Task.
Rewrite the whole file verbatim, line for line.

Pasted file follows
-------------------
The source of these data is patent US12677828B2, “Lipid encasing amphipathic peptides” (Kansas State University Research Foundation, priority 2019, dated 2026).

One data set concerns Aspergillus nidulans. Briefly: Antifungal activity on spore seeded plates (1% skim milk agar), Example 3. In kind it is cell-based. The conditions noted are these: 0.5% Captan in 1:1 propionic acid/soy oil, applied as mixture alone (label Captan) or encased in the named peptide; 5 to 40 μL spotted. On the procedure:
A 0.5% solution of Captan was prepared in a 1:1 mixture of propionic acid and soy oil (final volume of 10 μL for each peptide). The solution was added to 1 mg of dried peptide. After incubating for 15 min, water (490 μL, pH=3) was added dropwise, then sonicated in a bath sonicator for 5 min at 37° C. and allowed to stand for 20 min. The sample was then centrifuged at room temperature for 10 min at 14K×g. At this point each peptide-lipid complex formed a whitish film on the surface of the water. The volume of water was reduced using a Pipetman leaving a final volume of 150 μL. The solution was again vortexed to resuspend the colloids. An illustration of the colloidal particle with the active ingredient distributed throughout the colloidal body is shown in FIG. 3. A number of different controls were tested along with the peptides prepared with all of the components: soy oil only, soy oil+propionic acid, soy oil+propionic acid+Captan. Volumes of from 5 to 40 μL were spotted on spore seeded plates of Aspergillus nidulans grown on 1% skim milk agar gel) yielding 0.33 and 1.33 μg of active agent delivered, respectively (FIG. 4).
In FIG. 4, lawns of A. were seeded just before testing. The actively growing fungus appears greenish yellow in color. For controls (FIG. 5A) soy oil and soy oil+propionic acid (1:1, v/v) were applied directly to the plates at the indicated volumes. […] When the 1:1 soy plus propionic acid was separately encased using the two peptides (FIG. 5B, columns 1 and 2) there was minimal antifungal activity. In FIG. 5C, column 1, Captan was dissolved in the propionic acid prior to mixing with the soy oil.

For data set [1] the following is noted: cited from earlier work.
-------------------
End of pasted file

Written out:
The source of these data is patent US12677828B2, “Lipid encasing amphipathic peptides” (Kansas State University Research Foundation, priority 2019, dated 2026).

One data set concerns Aspergillus nidulans. Briefly: Antifungal activity on spore seeded plates (1% skim milk agar), Example 3. In kind it is cell-based. The conditions noted are these: 0.5% Captan in 1:1 propionic acid/soy oil, applied as mixture alone (label Captan) or encased in the named peptide; 5 to 40 μL spotted. On the procedure:
A 0.5% solution of Captan was prepared in a 1:1 mixture of propionic acid and soy oil (final volume of 10 μL for each peptide). The solution was added to 1 mg of dried peptide. After incubating for 15 min, water (490 μL, pH=3) was added dropwise, then sonicated in a bath sonicator for 5 min at 37° C. and allowed to stand for 20 min. The sample was then centrifuged at room temperature for 10 min at 14K×g. At this point each peptide-lipid complex formed a whitish film on the surface of the water. The volume of water was reduced using a Pipetman leaving a final volume of 150 μL. The solution was again vortexed to resuspend the colloids. An illustration of the colloidal particle with the active ingredient distributed throughout the colloidal body is shown in FIG. 3. A number of different controls were tested along with the peptides prepared with all of the components: soy oil only, soy oil+propionic acid, soy oil+propionic acid+Captan. Volumes of from 5 to 40 μL were spotted on spore seeded plates of Aspergillus nidulans grown on 1% skim milk agar gel) yielding 0.33 and 1.33 μg of active agent delivered, respectively (FIG. 4).
In FIG. 4, lawns of A. were seeded just before testing. The actively growing fungus appears greenish yellow in color. For controls (FIG. 5A) soy oil and soy oil+propionic acid (1:1, v/v) were applied directly to the plates at the indicated volumes. […] When the 1:1 soy plus propionic acid was separately encased using the two peptides (FIG. 5B, columns 1 and 2) there was minimal antifungal activity. In FIG. 5C, column 1, Captan was dissolved in the propionic acid prior to mixing with the soy oil.

For data set [1] the following is noted: cited from earlier work.